#BounceExclusive: How Your Organisation Is Making Graduates 'Unemployable'
There is a lot of talk about Nigerian graduates not being employable, but very little has been said about the real reason they seem not to fit into the work space.
As some of us will say they cannot think critically or analyse situations objectively.
One thing is certain now; there is a fundamental problem with the nation’s education system.
What is taught in classrooms are basically regurgitated to pass exams but never implemented to solve real life challenges.
But that is not the focus in this piece. While they are undergraduates especially during the pen-ultimate year, students are giving time off to work as interns in public and private organisations.
The Nigerian government runs a system that is supposed to aid learning and prepare graduates for jobs in different companies. One aspect of this system is the Compulsory Internship program.
The internship period offers undergraduates a chance to learn in a formal environment while participating in various aspects of the workflow.
Most times these students find these offices, apply for internship with them, but what follows is something that brings tears to the eyes.
Some are out-rightly deprived of the opportunity through rejection by these companies who are usually not willing to even pay stipends. Yet, other students are even willing to undertake this internship without pay, but no company is willing to offer them this opportunity.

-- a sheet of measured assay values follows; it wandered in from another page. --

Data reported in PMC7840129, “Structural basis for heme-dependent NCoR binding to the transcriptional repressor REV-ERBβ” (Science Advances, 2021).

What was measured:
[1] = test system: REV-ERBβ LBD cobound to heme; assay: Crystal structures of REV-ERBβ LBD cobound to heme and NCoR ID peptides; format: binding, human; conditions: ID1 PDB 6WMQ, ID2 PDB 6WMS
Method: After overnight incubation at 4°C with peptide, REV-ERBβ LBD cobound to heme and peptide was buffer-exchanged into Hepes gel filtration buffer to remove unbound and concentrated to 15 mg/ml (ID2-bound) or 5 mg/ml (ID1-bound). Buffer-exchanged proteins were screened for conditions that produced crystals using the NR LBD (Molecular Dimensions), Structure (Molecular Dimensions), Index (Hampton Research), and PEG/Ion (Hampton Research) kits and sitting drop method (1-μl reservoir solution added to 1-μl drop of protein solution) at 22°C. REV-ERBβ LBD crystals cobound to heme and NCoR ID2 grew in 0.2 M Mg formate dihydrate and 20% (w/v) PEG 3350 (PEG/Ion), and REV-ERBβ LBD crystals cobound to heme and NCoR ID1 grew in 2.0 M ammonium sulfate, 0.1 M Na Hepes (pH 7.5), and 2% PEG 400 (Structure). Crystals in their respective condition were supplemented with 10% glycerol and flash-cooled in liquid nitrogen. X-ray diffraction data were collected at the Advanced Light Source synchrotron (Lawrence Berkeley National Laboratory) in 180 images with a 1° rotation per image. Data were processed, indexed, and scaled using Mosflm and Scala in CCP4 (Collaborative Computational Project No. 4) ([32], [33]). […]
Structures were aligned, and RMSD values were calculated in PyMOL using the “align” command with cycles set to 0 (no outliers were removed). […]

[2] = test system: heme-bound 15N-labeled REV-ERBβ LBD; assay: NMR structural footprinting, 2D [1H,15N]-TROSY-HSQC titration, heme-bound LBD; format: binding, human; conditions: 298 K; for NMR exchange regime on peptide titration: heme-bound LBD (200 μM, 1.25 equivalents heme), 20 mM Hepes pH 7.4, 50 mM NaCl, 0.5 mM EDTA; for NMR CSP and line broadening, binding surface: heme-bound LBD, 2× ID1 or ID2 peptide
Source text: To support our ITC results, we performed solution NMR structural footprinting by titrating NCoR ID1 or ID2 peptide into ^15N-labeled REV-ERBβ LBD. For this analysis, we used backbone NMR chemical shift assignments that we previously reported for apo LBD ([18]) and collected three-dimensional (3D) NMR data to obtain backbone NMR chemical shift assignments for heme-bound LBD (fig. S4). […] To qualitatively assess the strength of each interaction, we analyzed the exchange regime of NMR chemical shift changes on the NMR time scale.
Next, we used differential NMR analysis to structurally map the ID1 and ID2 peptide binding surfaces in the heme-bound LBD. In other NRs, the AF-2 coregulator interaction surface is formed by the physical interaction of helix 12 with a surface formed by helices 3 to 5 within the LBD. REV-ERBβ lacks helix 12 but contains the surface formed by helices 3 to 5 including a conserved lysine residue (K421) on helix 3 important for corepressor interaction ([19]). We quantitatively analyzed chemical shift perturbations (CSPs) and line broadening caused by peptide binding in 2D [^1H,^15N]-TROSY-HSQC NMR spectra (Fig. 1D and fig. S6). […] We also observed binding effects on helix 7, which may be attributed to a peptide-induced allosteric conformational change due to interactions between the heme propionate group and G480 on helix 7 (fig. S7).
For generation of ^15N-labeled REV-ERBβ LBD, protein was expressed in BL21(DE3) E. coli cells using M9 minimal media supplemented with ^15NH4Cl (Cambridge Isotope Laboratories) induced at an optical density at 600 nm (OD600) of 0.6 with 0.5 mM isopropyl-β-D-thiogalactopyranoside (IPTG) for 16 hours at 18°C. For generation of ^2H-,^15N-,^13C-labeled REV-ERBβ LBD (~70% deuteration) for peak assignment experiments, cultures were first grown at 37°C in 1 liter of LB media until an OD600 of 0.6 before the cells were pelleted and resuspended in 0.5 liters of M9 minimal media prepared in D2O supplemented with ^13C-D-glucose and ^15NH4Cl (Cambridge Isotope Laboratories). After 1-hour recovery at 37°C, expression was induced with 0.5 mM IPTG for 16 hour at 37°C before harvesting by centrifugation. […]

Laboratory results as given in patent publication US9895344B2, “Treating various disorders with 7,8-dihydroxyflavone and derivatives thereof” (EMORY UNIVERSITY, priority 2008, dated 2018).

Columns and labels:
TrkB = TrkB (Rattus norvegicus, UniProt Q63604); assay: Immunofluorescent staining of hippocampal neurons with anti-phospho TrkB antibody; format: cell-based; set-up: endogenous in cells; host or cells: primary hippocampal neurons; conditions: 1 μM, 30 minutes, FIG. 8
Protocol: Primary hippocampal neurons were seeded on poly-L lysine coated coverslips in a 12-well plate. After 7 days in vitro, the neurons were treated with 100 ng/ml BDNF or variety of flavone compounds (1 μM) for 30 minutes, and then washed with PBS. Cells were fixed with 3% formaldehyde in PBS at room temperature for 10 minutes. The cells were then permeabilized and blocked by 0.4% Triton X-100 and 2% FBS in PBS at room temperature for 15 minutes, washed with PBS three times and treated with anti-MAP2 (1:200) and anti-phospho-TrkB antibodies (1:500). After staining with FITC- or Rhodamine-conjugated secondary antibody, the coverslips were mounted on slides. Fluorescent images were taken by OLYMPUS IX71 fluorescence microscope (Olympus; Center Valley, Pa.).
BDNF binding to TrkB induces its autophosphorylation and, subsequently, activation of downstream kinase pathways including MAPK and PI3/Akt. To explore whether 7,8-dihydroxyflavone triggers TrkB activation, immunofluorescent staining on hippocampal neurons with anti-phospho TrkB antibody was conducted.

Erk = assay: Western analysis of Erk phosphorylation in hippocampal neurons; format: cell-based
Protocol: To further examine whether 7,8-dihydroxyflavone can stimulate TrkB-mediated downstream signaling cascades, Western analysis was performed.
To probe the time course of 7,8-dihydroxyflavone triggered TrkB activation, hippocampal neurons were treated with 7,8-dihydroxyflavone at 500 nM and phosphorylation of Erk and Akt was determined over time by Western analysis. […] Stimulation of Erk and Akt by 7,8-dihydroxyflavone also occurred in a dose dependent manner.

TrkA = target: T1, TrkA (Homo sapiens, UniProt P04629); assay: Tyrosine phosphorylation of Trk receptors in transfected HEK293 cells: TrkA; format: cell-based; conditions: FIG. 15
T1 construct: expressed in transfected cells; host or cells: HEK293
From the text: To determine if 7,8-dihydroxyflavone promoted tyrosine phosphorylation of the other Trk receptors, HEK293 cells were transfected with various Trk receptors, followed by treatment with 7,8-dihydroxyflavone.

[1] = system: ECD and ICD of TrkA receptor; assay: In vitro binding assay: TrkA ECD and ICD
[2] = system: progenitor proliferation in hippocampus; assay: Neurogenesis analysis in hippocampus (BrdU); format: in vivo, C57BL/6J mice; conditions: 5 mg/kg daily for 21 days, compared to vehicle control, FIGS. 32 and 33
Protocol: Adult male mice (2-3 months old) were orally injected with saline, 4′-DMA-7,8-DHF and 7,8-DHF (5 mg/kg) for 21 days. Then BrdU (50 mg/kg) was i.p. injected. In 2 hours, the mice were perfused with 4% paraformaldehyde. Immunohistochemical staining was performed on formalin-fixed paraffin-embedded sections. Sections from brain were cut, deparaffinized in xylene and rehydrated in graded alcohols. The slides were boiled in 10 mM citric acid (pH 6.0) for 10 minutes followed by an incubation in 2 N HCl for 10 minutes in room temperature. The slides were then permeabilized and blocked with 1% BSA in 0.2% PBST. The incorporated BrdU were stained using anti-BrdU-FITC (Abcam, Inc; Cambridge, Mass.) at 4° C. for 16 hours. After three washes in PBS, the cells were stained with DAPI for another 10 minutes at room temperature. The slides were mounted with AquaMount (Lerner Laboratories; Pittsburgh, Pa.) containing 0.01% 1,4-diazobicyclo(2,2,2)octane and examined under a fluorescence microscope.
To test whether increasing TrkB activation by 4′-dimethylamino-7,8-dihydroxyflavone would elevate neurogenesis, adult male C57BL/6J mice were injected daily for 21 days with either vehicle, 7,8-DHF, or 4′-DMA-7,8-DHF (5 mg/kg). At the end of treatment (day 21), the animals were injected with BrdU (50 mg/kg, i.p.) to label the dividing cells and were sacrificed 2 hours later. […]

Some of the students who find a place are not respected neither are they given a fair chance to learn the rudiments.
YOU and YOUR COLLEAGUES reading this turn them into errand boys and girls.
They buy food, water, go to markets, baby sit, drive and make deliveries for you.
This practice has undoubtedly made some of the students to go through their internship without gaining any knowledge or skills.
Bounce News spoke to some interns about their experiences and their testimonies are awful.
Chinwe Joy said: "They can send interns to buy something like 5 times. Some won't say thank you. One will say: ‘Oh you didn’t see Maltina, go back and buy Malta Guinness.
"When you come back and say ‘Ahhh, 'no Malta Guinness at all!' he will say 'Ok! go back and buy Amstel Malt'”.
Adeleke Toluwalashe said: "It is really crazy, when a young person gets excited about the opportunity of working in a media house and when you finally get into the firm you are no less an errand person. It is really crazy and I think this really has to stop".
Akinwunmi Yusroh said: “It's a terrible experience. At a point, I was wondering why I kukuma wasn't given a letter as the newsroom messenger”.
When Bounce News asked Abisoye Adeyiga if she was ever sent on an errand during her internship, she said: “Soooooooooooo many people".
If you really love this country, this has to stop.
On the flip side are also some of you students who enjoy running these errands because you are afraid to show your own incompetence.
That is self-deceit.
No student in the tertiary institution or even a fresh graduate will know everything he/she should know about his chosen profession.
Just dive into the internship and be willing to make mistakes, ask questions and learn.
So they next time someone walks up to you on a very annoying Monday morning and says "Good afternoon Sir/Ma, my name is Kunle, I am the new intern"; just smile and say "welcome make you learn all you can before you leave."